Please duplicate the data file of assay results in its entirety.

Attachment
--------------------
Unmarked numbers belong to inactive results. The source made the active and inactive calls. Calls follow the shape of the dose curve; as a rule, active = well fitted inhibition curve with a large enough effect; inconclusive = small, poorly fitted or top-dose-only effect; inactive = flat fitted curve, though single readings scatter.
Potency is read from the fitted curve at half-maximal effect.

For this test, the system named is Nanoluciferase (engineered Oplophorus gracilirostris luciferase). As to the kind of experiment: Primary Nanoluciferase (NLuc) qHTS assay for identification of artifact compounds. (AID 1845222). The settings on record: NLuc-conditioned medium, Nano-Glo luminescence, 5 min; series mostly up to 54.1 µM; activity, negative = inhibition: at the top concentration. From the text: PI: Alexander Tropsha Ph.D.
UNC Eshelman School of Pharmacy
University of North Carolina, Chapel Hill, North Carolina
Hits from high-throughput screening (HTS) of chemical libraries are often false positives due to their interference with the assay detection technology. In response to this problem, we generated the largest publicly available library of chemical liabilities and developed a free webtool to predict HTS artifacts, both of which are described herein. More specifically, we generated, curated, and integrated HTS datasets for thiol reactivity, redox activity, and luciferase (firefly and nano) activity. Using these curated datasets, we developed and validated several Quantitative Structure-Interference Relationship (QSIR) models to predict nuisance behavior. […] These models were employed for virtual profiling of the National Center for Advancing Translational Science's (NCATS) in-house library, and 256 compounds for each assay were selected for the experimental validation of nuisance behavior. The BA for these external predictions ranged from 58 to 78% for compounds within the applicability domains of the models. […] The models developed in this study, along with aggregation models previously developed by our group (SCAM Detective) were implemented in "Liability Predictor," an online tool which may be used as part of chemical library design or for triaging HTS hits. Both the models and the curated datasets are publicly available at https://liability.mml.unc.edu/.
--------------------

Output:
Unmarked numbers belong to inactive results. The source made the active and inactive calls. Calls follow the shape of the dose curve; as a rule, active = well fitted inhibition curve with a large enough effect; inconclusive = small, poorly fitted or top-dose-only effect; inactive = flat fitted curve, though single readings scatter.
Potency is read from the fitted curve at half-maximal effect.

For this test, the system named is Nanoluciferase (engineered Oplophorus gracilirostris luciferase). As to the kind of experiment: Primary Nanoluciferase (NLuc) qHTS assay for identification of artifact compounds. (AID 1845222). The settings on record: NLuc-conditioned medium, Nano-Glo luminescence, 5 min; series mostly up to 54.1 µM; activity, negative = inhibition: at the top concentration. From the text: PI: Alexander Tropsha Ph.D.
UNC Eshelman School of Pharmacy
University of North Carolina, Chapel Hill, North Carolina
Hits from high-throughput screening (HTS) of chemical libraries are often false positives due to their interference with the assay detection technology. In response to this problem, we generated the largest publicly available library of chemical liabilities and developed a free webtool to predict HTS artifacts, both of which are described herein. More specifically, we generated, curated, and integrated HTS datasets for thiol reactivity, redox activity, and luciferase (firefly and nano) activity. Using these curated datasets, we developed and validated several Quantitative Structure-Interference Relationship (QSIR) models to predict nuisance behavior. […] These models were employed for virtual profiling of the National Center for Advancing Translational Science's (NCATS) in-house library, and 256 compounds for each assay were selected for the experimental validation of nuisance behavior. The BA for these external predictions ranged from 58 to 78% for compounds within the applicability domains of the models. […] The models developed in this study, along with aggregation models previously developed by our group (SCAM Detective) were implemented in "Liability Predictor," an online tool which may be used as part of chemical library design or for triaging HTS hits. Both the models and the curated datasets are publicly available at https://liability.mml.unc.edu/.